At the age of four, Taleb can neither walk nor see. The underground gold that was supposed to enrich his village has ruined his health according to his mother.
Their Banat village has suffered extreme pollution due to mercury, cyanide and other agents that are harmful to humans and the environment.
“When she turned two years old, we found out that she could not sit down. At first, I would lift her up, and when I put her on the bed, she would sit down. A while later, she became heavier, so she could not keep upright anymore. Even though her health appeared excellent, her body was dysfunctional,” said Awad Ali, a resident of the village of Banat.
Today, artisanal mines account for 80% of Sudan’s gold production. Every day, two million Sudanese work in 16 of the country’s 18 provinces.
The remaining 20% or 30.3 tons in the first half of 2021 was is extracted by officially registered companies according to official figures.
“This (artisanal mining) has a very big impact on the soil and its use in many places, especially in agricultural areas, forests, and even in the desert. There is now a lot of destruction, huge physical destruction within the lands. We’ve got very large deep pits and large quantities of mining waste. Unfortunately, it is very hard to deal with all these pits from an environmental point of view, the actual treatment is very difficult,” said Saleh Ali, professor at Neelain University’s Faculty of Petroleum and Minerals.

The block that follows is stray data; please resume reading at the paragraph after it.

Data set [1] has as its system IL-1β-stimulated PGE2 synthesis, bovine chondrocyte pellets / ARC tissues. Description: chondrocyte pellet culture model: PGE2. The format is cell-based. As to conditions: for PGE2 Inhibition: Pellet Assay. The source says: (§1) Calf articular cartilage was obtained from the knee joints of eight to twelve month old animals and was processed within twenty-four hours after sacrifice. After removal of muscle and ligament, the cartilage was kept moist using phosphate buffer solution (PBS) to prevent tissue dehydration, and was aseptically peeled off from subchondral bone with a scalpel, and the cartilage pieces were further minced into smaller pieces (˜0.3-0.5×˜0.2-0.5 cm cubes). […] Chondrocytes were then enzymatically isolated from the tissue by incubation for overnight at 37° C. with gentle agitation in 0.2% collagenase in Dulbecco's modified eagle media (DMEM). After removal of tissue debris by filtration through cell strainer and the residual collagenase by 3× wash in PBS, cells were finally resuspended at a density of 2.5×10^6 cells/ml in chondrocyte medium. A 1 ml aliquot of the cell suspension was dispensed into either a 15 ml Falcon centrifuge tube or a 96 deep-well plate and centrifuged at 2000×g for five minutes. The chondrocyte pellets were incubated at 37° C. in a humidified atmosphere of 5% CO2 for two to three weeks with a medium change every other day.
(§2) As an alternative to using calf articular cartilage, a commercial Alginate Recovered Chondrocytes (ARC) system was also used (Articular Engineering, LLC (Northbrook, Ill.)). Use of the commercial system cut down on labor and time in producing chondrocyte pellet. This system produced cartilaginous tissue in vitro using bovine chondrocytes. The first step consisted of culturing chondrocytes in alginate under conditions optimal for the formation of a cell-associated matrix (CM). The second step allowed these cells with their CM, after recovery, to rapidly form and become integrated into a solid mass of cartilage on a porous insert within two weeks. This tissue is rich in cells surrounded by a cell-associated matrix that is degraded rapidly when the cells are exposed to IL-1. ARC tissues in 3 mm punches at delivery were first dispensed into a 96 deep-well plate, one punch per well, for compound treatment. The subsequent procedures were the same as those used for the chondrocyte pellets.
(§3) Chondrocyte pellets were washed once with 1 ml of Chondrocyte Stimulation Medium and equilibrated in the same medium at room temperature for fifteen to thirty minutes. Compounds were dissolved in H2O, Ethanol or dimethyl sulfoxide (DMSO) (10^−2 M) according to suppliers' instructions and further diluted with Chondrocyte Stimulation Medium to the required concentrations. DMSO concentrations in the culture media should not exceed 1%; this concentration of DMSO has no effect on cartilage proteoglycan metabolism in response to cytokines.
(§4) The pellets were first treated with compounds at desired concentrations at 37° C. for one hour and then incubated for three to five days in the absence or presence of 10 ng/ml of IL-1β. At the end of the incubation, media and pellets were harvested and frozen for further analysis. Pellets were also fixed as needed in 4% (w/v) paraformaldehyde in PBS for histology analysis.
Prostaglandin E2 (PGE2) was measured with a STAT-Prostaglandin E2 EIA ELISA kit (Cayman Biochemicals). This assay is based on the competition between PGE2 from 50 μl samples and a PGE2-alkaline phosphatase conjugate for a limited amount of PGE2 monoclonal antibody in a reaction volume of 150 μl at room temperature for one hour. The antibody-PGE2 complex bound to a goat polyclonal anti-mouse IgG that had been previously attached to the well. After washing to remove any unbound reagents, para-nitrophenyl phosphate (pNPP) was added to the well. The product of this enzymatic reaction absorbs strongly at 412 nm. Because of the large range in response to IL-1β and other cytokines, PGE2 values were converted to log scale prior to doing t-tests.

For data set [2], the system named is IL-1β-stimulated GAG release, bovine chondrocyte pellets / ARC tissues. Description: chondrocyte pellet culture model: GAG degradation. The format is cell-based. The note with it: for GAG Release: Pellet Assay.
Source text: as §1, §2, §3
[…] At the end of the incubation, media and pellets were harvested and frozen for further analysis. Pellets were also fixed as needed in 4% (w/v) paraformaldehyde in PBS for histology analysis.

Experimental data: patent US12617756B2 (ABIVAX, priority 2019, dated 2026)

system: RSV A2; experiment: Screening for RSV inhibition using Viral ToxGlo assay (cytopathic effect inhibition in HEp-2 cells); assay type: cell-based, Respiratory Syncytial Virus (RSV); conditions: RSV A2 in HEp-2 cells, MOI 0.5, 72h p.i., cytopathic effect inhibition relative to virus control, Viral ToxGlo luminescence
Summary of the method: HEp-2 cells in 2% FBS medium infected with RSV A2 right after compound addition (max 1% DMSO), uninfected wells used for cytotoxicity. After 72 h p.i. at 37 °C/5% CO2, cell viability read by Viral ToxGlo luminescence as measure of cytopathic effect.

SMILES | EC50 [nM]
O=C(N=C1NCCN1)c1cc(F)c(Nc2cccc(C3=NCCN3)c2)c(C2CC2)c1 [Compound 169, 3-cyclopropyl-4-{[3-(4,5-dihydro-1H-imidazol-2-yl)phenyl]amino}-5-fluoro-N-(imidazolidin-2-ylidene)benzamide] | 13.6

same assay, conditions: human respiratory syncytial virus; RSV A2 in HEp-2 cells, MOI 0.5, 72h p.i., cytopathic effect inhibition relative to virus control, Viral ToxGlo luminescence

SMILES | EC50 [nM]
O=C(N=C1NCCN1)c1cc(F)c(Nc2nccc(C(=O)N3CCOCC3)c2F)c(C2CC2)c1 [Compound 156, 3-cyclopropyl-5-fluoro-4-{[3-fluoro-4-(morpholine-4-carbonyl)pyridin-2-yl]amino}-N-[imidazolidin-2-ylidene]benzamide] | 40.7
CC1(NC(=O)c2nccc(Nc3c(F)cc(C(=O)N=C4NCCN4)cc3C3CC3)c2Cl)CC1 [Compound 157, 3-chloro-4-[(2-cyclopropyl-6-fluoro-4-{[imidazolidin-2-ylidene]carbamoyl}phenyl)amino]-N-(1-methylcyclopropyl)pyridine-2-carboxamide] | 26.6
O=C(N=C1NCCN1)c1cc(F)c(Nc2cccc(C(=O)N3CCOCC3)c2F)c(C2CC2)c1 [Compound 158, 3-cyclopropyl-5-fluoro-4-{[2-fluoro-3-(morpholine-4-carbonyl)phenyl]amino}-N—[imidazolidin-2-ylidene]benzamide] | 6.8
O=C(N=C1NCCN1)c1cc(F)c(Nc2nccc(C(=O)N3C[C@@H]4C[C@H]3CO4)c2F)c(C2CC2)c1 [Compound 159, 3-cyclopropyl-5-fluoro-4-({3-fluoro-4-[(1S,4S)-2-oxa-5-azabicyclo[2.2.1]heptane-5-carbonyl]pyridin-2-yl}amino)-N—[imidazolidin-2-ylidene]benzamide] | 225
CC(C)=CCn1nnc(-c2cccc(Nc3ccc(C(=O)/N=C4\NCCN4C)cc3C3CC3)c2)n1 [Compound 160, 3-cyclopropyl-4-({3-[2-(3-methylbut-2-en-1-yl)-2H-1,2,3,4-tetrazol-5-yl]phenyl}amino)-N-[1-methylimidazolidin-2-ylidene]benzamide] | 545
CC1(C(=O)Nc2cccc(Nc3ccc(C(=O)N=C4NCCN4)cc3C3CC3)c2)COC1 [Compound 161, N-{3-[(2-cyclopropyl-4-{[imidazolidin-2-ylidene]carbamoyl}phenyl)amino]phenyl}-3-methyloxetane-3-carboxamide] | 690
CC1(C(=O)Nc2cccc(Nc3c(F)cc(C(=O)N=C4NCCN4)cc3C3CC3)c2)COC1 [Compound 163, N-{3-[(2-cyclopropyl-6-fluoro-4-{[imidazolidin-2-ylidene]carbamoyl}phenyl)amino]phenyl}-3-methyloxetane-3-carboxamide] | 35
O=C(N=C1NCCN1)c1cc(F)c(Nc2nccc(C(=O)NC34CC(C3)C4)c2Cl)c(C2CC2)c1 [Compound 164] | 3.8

In January, researchers tested the drinking water in Banate: the concentration of mercury there reached a national record. And they also found mercury in the urine and blood of the inhabitants.
“Currently, there is a huge problem facing the residents of these places, and that’s the presence of large quantities – thousands of tonnes of waste or mining residues – among residential and agricultural areas,” said Ali Mohamed Ali, head of the Sudanese Environment Conservation Society.